Who has mathematical authority in your classroom, and what does authority look like? Find out different ways you can help students gain authority.
Reconsidering Mathematical Authority
Michael D. Hicks, Jessica Pierson Bishop, Christina Koehne, and Mai Bui
Editorial: Linking Claims and Evidence
Margaret S. Smith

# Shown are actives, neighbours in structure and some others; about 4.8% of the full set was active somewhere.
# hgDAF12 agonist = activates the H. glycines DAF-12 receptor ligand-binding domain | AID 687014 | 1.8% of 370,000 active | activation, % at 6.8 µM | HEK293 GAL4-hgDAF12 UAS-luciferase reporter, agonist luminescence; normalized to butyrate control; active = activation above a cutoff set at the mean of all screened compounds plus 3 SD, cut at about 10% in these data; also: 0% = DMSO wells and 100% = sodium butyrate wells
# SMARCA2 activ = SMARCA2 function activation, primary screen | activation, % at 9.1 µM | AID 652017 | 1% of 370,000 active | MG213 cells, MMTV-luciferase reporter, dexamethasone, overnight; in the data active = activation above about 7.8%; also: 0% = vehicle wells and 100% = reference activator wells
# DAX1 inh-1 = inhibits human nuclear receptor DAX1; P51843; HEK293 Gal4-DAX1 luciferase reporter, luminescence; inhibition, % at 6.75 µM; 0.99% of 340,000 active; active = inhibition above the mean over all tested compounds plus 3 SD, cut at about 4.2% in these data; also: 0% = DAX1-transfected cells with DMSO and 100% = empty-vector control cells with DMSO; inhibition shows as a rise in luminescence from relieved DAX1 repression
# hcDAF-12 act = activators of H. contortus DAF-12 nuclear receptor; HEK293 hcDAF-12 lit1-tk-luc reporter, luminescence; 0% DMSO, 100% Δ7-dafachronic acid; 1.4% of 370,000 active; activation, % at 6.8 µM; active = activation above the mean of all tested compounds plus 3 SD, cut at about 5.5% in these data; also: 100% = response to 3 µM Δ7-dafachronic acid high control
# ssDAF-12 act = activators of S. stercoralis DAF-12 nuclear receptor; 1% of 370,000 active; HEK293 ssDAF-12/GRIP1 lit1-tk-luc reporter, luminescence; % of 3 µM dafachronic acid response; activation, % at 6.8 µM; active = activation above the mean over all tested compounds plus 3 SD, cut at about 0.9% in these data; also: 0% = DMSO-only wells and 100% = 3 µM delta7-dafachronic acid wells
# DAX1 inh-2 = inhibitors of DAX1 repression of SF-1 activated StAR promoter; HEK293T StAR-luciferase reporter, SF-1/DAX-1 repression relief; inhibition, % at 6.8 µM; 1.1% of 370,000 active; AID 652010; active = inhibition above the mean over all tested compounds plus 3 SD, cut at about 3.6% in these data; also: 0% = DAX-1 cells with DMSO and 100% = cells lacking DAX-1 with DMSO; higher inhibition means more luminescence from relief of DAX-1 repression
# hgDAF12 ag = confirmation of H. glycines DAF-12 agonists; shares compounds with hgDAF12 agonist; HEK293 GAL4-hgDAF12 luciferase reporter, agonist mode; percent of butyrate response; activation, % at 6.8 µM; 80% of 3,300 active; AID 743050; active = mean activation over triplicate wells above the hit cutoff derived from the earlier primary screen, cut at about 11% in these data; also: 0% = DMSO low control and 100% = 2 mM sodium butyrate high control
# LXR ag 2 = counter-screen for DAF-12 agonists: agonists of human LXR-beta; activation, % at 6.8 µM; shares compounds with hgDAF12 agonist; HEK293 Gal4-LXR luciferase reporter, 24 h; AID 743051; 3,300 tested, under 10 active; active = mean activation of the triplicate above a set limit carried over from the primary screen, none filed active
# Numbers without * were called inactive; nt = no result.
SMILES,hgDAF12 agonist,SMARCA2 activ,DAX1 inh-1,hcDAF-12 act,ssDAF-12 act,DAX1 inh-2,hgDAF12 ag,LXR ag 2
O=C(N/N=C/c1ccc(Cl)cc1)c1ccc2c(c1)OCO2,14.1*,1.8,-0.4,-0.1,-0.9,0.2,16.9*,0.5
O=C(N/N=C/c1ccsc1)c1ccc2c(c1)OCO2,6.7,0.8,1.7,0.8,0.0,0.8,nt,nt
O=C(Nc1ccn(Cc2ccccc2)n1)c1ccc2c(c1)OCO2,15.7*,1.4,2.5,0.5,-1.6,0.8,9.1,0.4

Building a trustworthy knowledge base for mathematics teacher education–the mission of Mathematics Teacher Educator–requires that manuscripts convey more than stories of practice, however compelling. Manuscripts must include evidence of the effectiveness of the intervention being described beyond anecdotal claims or personal intuitions. As the Editorial Panel articulated in the call for manuscripts, “the nature of evidence in a practitioner journal is different from that in a research journal, but evidence is still critically important to ensuring the scholarly nature of the journal. Thus, authors must go beyond simply describing innovations to providing evidence of their effectiveness. Note that effectiveness implies that something is better and not just different as a result of the innovation.” Hence, claims must be supported by evidence. In this editorial, I discuss the nature of evidence appropriate for articles in Mathematics Teacher Educator